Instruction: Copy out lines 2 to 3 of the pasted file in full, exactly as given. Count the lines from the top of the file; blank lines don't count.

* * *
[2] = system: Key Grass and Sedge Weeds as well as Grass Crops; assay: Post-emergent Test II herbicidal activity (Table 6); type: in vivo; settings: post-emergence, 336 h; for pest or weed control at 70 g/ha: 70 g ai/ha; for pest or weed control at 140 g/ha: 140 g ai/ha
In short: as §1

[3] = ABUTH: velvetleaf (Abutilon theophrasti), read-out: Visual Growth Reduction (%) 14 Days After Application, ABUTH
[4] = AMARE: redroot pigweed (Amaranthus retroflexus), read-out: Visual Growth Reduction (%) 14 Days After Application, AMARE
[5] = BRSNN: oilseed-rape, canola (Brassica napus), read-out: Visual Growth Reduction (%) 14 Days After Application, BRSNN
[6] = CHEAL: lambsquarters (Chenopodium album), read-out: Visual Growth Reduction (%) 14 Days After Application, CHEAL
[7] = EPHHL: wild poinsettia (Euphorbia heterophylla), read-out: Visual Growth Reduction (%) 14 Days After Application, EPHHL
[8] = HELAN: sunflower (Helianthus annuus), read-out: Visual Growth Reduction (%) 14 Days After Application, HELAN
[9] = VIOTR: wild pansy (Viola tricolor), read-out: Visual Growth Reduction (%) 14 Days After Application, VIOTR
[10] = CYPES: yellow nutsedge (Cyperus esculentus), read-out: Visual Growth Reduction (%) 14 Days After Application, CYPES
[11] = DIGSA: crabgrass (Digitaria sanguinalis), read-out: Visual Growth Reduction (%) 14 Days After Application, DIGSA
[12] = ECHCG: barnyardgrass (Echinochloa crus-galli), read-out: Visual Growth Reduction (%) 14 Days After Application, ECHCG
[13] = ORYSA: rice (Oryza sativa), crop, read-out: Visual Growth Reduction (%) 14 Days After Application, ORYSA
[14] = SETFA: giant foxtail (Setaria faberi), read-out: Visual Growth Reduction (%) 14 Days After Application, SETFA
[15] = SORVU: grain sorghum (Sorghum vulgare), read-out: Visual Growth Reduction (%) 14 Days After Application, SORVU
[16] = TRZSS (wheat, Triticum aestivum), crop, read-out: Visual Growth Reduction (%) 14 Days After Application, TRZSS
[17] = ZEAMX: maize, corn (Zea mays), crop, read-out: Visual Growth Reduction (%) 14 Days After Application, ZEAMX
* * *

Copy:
In short: as §1

[3] = ABUTH: velvetleaf (Abutilon theophrasti), read-out: Visual Growth Reduction (%) 14 Days After Application, ABUTH